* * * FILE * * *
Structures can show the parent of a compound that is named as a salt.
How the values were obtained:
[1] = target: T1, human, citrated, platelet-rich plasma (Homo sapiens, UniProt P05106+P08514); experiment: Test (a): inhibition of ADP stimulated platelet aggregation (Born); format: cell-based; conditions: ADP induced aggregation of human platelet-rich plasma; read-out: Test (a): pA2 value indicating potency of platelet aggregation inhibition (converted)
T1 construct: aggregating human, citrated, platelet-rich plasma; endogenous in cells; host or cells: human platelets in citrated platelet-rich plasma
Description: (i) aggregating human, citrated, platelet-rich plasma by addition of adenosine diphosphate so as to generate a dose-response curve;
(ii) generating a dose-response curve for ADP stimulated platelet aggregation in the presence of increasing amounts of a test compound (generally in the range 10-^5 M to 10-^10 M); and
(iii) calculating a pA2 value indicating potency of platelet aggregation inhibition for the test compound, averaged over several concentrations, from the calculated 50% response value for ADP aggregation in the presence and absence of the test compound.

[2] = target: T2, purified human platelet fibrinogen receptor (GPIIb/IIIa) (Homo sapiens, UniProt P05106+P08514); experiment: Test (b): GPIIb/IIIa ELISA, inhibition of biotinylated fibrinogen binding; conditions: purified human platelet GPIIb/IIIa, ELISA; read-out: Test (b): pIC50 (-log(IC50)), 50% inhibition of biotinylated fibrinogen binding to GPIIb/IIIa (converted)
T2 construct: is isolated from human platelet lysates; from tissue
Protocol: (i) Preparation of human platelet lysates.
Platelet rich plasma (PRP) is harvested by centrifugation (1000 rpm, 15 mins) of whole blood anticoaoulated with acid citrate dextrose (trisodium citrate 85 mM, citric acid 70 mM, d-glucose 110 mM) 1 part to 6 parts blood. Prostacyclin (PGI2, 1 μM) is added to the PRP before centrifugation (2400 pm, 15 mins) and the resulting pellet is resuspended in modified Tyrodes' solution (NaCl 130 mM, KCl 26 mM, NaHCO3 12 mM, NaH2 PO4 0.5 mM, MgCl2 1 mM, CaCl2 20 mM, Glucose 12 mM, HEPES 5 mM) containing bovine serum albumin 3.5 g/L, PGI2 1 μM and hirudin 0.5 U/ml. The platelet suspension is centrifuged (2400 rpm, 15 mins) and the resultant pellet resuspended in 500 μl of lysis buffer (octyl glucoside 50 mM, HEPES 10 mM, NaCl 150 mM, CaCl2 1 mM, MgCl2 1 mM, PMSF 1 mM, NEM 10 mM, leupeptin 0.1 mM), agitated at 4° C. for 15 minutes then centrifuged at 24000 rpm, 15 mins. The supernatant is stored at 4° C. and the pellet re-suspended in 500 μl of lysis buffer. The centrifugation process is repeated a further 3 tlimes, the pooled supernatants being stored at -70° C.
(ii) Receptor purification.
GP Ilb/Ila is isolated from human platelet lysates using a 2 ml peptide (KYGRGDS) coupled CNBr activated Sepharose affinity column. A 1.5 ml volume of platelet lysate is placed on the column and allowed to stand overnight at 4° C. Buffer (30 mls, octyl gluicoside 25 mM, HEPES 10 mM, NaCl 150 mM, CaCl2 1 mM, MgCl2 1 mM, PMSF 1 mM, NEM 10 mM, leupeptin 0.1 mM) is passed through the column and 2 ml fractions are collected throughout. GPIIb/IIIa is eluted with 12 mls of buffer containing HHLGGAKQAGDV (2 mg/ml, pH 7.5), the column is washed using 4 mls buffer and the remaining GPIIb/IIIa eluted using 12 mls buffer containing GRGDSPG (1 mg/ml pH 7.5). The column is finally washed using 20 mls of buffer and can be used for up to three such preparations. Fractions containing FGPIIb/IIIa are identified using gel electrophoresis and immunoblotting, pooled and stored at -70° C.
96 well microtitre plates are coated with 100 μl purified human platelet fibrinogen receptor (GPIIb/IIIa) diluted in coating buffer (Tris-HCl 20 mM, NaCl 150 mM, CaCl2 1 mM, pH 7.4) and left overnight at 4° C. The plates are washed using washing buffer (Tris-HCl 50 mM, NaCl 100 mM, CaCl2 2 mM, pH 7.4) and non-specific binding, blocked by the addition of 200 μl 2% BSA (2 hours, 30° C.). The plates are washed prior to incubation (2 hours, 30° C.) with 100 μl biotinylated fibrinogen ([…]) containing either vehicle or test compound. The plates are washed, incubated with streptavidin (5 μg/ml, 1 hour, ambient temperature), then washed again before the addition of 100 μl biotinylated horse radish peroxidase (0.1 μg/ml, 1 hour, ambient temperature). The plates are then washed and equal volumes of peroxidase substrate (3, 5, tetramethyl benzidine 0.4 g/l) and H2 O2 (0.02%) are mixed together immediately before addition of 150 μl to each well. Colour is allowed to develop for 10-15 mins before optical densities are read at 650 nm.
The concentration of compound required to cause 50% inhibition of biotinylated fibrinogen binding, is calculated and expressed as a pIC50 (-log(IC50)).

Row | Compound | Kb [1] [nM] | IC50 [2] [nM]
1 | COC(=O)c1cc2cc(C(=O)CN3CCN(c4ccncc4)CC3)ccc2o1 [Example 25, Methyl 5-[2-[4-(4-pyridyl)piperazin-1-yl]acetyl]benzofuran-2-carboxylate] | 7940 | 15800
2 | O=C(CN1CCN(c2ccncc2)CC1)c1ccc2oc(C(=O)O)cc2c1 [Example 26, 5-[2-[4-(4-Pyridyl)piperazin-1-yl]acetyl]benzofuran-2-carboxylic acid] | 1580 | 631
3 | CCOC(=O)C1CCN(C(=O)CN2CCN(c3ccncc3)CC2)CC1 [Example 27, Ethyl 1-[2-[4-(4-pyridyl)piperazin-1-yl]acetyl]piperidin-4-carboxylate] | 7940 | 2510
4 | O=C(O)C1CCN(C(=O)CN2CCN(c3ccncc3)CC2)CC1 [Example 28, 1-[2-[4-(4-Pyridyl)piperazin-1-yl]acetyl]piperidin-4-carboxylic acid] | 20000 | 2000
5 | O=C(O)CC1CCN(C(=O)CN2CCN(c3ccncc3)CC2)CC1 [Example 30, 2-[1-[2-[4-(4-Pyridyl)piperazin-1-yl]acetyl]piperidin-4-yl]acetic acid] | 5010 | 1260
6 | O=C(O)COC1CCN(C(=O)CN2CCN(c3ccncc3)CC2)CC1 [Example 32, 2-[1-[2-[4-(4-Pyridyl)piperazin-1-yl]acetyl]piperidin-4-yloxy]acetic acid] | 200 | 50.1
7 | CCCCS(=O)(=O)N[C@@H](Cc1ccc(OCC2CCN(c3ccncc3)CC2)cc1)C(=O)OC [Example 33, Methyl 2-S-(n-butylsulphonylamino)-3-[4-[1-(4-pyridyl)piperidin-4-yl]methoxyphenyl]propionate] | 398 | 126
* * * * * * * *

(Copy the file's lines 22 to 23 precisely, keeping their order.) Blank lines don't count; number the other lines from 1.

6 | O=C(O)COC1CCN(C(=O)CN2CCN(c3ccncc3)CC2)CC1 [Example 32, 2-[1-[2-[4-(4-Pyridyl)piperazin-1-yl]acetyl]piperidin-4-yloxy]acetic acid] | 200 | 50.1
7 | CCCCS(=O)(=O)N[C@@H](Cc1ccc(OCC2CCN(c3ccncc3)CC2)cc1)C(=O)OC [Example 33, Methyl 2-S-(n-butylsulphonylamino)-3-[4-[1-(4-pyridyl)piperidin-4-yl]methoxyphenyl]propionate] | 398 | 126